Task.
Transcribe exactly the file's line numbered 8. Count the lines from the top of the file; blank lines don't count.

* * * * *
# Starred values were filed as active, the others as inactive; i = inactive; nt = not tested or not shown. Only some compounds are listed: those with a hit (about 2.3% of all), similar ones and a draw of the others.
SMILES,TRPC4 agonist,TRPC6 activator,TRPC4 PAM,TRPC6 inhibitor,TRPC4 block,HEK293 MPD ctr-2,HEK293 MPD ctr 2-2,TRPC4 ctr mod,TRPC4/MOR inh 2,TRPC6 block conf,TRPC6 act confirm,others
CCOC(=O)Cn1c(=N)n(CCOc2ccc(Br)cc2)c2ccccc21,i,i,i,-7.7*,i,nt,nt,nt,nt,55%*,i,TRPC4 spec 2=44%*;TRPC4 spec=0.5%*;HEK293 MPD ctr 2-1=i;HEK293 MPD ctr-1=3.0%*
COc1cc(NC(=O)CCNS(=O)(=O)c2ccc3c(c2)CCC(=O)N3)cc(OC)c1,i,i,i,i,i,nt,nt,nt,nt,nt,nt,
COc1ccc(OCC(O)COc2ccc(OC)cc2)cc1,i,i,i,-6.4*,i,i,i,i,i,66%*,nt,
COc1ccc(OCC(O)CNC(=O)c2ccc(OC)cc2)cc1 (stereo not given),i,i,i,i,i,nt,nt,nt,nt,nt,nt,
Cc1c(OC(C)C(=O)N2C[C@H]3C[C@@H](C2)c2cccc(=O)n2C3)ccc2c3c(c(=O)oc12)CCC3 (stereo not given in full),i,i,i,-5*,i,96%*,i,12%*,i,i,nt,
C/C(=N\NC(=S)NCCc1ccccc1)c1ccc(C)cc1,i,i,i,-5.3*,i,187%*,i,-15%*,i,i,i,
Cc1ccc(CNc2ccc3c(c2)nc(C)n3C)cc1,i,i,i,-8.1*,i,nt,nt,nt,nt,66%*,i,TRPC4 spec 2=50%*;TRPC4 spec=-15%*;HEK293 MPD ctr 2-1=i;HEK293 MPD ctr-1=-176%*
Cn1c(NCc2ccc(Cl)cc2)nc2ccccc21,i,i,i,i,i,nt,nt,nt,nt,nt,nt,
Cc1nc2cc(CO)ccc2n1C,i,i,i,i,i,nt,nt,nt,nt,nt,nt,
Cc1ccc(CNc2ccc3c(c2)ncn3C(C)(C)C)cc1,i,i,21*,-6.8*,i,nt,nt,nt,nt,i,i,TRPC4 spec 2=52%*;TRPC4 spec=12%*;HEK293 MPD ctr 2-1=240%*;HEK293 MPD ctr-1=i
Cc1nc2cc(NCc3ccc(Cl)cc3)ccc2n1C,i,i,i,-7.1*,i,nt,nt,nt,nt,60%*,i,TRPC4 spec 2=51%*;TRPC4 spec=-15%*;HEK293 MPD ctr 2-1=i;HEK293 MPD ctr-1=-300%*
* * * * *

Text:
C/C(=N\NC(=S)NCCc1ccccc1)c1ccc(C)cc1,i,i,i,-5.3*,i,187%*,i,-15%*,i,i,i,